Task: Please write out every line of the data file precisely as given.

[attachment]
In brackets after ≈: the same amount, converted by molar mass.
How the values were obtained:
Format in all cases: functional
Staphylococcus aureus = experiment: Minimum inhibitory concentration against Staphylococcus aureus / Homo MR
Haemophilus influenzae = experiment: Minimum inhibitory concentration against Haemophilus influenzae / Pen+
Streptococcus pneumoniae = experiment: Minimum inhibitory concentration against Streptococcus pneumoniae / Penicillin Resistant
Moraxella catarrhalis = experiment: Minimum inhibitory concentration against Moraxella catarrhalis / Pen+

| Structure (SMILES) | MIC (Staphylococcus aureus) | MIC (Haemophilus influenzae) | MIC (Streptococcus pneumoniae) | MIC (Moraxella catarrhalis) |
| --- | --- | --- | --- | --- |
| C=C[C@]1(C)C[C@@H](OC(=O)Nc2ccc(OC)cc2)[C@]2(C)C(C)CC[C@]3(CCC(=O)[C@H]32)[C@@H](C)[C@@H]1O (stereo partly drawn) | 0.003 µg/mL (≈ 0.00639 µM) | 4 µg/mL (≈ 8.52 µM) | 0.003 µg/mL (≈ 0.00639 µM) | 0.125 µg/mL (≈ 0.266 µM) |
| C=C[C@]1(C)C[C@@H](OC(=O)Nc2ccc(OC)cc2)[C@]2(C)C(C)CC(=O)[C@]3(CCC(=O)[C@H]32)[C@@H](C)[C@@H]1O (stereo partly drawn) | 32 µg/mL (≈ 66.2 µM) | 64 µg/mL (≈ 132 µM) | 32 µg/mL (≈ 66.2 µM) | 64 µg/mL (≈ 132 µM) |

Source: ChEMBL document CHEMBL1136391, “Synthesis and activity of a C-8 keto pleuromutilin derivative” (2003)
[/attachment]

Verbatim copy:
In brackets after ≈: the same amount, converted by molar mass.
How the values were obtained:
Format in all cases: functional
Staphylococcus aureus = experiment: Minimum inhibitory concentration against Staphylococcus aureus / Homo MR
Haemophilus influenzae = experiment: Minimum inhibitory concentration against Haemophilus influenzae / Pen+
Streptococcus pneumoniae = experiment: Minimum inhibitory concentration against Streptococcus pneumoniae / Penicillin Resistant
Moraxella catarrhalis = experiment: Minimum inhibitory concentration against Moraxella catarrhalis / Pen+

| Structure (SMILES) | MIC (Staphylococcus aureus) | MIC (Haemophilus influenzae) | MIC (Streptococcus pneumoniae) | MIC (Moraxella catarrhalis) |
| --- | --- | --- | --- | --- |
| C=C[C@]1(C)C[C@@H](OC(=O)Nc2ccc(OC)cc2)[C@]2(C)C(C)CC[C@]3(CCC(=O)[C@H]32)[C@@H](C)[C@@H]1O (stereo partly drawn) | 0.003 µg/mL (≈ 0.00639 µM) | 4 µg/mL (≈ 8.52 µM) | 0.003 µg/mL (≈ 0.00639 µM) | 0.125 µg/mL (≈ 0.266 µM) |
| C=C[C@]1(C)C[C@@H](OC(=O)Nc2ccc(OC)cc2)[C@]2(C)C(C)CC(=O)[C@]3(CCC(=O)[C@H]32)[C@@H](C)[C@@H]1O (stereo partly drawn) | 32 µg/mL (≈ 66.2 µM) | 64 µg/mL (≈ 132 µM) | 32 µg/mL (≈ 66.2 µM) | 64 µg/mL (≈ 132 µM) |

Source: ChEMBL document CHEMBL1136391, “Synthesis and activity of a C-8 keto pleuromutilin derivative” (2003)